Idempotent Jms Consumer Pitfalls

A common and perceived alternative to JTA/XA transactions in messaging is the so-called Idempotent Consumer or Idempotent Receiver pattern. The basic flow goes like this:

  1. The receiver gets the next message from the queue
  2. The receiver processes the message and updates the database accordingly
  3. The receiver commits the DB changes
  4. The receiver commits the queue (removing the message)

This works fine if there are no problems. However, a crash between steps 3 and 4 will effectively lead to duplicate message consumption (see Reliable JMS with Transactions for details). A trivial solution here is to use JTA/XA and, say, TransactionsEssentials.

However, surprisingly many people choose to hack around as follows:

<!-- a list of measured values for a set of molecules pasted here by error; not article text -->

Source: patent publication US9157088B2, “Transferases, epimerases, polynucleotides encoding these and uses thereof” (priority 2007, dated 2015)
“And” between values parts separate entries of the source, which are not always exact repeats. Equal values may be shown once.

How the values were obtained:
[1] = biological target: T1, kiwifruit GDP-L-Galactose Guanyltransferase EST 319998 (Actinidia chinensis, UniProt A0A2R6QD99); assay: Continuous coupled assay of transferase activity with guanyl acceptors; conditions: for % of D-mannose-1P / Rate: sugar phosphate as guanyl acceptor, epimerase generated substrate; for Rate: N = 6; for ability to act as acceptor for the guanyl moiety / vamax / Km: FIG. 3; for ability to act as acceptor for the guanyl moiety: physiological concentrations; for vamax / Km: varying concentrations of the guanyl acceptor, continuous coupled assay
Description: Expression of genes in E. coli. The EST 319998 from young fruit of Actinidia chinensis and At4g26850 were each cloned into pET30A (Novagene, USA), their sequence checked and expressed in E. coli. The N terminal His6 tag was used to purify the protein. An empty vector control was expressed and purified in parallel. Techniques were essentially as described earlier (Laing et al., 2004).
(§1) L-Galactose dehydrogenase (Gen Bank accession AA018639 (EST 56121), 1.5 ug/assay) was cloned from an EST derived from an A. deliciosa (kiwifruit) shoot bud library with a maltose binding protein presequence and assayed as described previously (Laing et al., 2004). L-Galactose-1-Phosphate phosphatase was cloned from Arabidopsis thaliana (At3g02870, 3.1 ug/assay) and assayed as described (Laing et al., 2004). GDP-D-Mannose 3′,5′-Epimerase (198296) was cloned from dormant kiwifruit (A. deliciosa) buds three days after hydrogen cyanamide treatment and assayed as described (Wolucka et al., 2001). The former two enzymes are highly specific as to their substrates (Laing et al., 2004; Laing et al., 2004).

1. The receiver gets the next message from the queue
  2. The receiver checks if the message was already processed
  3. The receiver processes the message and updates the database accordingly
  4. The receiver commits the DB changes
  5. The receiver commits the queue (removing the message)

The new step 2 here ensures that messages are never processed twice, but it comes with a huge cost:

  • a lot of complexity to hack around
  • more important: this is not scalable

Scalability is limited because all the messages would have to be tracked with inserts in a database table of prior messages. The implications are severe:

  • This table is shared among all receivers on the queue
  • It becomes a hot-spot that makes linear scalability hard

Ironically, most people will argue that XA is not scalable. This is wrong: it is linearly scalable with Atomikos.

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